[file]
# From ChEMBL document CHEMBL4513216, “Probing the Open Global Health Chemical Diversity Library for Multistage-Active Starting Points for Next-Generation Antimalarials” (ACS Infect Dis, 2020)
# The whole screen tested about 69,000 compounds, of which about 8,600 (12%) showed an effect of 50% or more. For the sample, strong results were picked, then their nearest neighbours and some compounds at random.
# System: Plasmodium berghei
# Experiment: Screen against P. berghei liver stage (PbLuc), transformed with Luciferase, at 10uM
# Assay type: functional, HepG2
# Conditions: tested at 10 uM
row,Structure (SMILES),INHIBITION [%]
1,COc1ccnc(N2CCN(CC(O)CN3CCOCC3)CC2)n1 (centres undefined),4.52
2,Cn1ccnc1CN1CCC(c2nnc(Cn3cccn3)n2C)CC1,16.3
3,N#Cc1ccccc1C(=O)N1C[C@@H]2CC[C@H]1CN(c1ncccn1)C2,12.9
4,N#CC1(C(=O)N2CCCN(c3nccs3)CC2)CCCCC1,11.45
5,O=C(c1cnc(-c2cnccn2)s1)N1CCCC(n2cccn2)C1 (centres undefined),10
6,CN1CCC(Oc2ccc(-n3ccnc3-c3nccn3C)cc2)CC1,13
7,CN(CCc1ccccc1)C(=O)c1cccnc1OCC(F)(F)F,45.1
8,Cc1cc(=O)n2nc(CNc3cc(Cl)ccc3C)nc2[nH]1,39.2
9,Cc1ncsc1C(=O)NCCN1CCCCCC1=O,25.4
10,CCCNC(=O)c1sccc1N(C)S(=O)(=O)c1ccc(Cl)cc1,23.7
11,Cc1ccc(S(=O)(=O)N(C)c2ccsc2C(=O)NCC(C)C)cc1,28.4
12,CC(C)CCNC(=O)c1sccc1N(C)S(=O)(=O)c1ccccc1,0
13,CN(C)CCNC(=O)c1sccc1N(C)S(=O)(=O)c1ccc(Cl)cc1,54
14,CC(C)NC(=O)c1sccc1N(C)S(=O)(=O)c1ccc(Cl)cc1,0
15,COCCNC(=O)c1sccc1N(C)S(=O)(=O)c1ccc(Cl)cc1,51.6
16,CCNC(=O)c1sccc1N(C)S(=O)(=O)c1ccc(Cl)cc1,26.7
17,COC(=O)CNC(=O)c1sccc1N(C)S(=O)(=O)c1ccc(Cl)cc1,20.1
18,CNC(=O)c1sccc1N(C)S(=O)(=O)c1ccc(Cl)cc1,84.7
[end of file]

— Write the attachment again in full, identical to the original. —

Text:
# From ChEMBL document CHEMBL4513216, “Probing the Open Global Health Chemical Diversity Library for Multistage-Active Starting Points for Next-Generation Antimalarials” (ACS Infect Dis, 2020)
# The whole screen tested about 69,000 compounds, of which about 8,600 (12%) showed an effect of 50% or more. For the sample, strong results were picked, then their nearest neighbours and some compounds at random.
# System: Plasmodium berghei
# Experiment: Screen against P. berghei liver stage (PbLuc), transformed with Luciferase, at 10uM
# Assay type: functional, HepG2
# Conditions: tested at 10 uM
row,Structure (SMILES),INHIBITION [%]
1,COc1ccnc(N2CCN(CC(O)CN3CCOCC3)CC2)n1 (centres undefined),4.52
2,Cn1ccnc1CN1CCC(c2nnc(Cn3cccn3)n2C)CC1,16.3
3,N#Cc1ccccc1C(=O)N1C[C@@H]2CC[C@H]1CN(c1ncccn1)C2,12.9
4,N#CC1(C(=O)N2CCCN(c3nccs3)CC2)CCCCC1,11.45
5,O=C(c1cnc(-c2cnccn2)s1)N1CCCC(n2cccn2)C1 (centres undefined),10
6,CN1CCC(Oc2ccc(-n3ccnc3-c3nccn3C)cc2)CC1,13
7,CN(CCc1ccccc1)C(=O)c1cccnc1OCC(F)(F)F,45.1
8,Cc1cc(=O)n2nc(CNc3cc(Cl)ccc3C)nc2[nH]1,39.2
9,Cc1ncsc1C(=O)NCCN1CCCCCC1=O,25.4
10,CCCNC(=O)c1sccc1N(C)S(=O)(=O)c1ccc(Cl)cc1,23.7
11,Cc1ccc(S(=O)(=O)N(C)c2ccsc2C(=O)NCC(C)C)cc1,28.4
12,CC(C)CCNC(=O)c1sccc1N(C)S(=O)(=O)c1ccccc1,0
13,CN(C)CCNC(=O)c1sccc1N(C)S(=O)(=O)c1ccc(Cl)cc1,54
14,CC(C)NC(=O)c1sccc1N(C)S(=O)(=O)c1ccc(Cl)cc1,0
15,COCCNC(=O)c1sccc1N(C)S(=O)(=O)c1ccc(Cl)cc1,51.6
16,CCNC(=O)c1sccc1N(C)S(=O)(=O)c1ccc(Cl)cc1,26.7
17,COC(=O)CNC(=O)c1sccc1N(C)S(=O)(=O)c1ccc(Cl)cc1,20.1
18,CNC(=O)c1sccc1N(C)S(=O)(=O)c1ccc(Cl)cc1,84.7